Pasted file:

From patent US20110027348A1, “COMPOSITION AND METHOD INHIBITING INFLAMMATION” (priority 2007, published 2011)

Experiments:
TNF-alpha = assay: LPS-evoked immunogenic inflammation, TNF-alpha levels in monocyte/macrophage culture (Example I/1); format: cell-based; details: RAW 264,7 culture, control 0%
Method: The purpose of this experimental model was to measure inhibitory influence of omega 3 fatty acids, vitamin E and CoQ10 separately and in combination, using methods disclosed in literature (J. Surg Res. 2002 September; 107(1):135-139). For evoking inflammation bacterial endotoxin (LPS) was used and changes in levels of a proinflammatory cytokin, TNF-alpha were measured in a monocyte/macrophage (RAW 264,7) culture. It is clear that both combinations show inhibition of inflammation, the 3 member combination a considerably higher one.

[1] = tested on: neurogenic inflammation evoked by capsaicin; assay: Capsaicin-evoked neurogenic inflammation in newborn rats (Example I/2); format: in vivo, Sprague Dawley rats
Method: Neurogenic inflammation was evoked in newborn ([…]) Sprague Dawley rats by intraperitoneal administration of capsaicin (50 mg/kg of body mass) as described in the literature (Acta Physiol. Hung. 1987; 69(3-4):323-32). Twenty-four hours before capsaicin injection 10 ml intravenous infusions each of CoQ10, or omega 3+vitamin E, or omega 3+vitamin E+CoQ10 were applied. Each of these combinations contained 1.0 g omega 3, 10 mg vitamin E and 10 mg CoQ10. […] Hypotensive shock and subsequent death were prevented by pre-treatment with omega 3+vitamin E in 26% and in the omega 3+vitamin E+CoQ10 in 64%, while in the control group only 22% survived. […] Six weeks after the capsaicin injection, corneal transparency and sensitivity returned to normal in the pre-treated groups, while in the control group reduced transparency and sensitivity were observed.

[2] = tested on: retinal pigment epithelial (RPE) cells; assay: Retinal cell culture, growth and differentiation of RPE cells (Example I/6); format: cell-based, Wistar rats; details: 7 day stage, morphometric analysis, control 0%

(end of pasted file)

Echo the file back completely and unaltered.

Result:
From patent US20110027348A1, “COMPOSITION AND METHOD INHIBITING INFLAMMATION” (priority 2007, published 2011)

Experiments:
TNF-alpha = assay: LPS-evoked immunogenic inflammation, TNF-alpha levels in monocyte/macrophage culture (Example I/1); format: cell-based; details: RAW 264,7 culture, control 0%
Method: The purpose of this experimental model was to measure inhibitory influence of omega 3 fatty acids, vitamin E and CoQ10 separately and in combination, using methods disclosed in literature (J. Surg Res. 2002 September; 107(1):135-139). For evoking inflammation bacterial endotoxin (LPS) was used and changes in levels of a proinflammatory cytokin, TNF-alpha were measured in a monocyte/macrophage (RAW 264,7) culture. It is clear that both combinations show inhibition of inflammation, the 3 member combination a considerably higher one.

[1] = tested on: neurogenic inflammation evoked by capsaicin; assay: Capsaicin-evoked neurogenic inflammation in newborn rats (Example I/2); format: in vivo, Sprague Dawley rats
Method: Neurogenic inflammation was evoked in newborn ([…]) Sprague Dawley rats by intraperitoneal administration of capsaicin (50 mg/kg of body mass) as described in the literature (Acta Physiol. Hung. 1987; 69(3-4):323-32). Twenty-four hours before capsaicin injection 10 ml intravenous infusions each of CoQ10, or omega 3+vitamin E, or omega 3+vitamin E+CoQ10 were applied. Each of these combinations contained 1.0 g omega 3, 10 mg vitamin E and 10 mg CoQ10. […] Hypotensive shock and subsequent death were prevented by pre-treatment with omega 3+vitamin E in 26% and in the omega 3+vitamin E+CoQ10 in 64%, while in the control group only 22% survived. […] Six weeks after the capsaicin injection, corneal transparency and sensitivity returned to normal in the pre-treated groups, while in the control group reduced transparency and sensitivity were observed.

[2] = tested on: retinal pigment epithelial (RPE) cells; assay: Retinal cell culture, growth and differentiation of RPE cells (Example I/6); format: cell-based, Wistar rats; details: 7 day stage, morphometric analysis, control 0%